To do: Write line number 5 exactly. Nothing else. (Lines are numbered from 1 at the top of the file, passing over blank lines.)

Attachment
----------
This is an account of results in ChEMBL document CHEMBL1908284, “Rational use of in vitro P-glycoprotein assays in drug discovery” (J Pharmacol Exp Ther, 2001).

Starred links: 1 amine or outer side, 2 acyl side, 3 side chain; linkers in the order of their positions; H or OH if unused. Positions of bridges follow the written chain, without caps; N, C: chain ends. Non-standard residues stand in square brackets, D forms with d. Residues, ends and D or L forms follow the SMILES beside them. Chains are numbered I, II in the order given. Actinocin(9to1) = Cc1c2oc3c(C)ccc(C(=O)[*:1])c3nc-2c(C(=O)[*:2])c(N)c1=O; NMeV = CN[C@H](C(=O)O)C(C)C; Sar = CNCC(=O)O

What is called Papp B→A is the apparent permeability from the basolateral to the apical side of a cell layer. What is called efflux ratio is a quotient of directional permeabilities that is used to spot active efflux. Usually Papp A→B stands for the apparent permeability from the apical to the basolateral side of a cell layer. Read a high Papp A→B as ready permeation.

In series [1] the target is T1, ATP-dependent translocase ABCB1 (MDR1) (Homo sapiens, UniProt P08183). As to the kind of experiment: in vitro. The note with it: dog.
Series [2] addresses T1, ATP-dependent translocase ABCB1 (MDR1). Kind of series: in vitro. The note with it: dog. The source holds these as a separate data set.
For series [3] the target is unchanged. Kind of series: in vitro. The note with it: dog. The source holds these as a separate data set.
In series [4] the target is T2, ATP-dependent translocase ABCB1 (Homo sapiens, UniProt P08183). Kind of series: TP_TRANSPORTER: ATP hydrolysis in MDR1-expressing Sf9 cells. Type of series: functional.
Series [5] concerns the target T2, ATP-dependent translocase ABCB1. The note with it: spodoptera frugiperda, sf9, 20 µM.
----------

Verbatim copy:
Series [2] addresses T1, ATP-dependent translocase ABCB1 (MDR1). Kind of series: in vitro. The note with it: dog. The source holds these as a separate data set.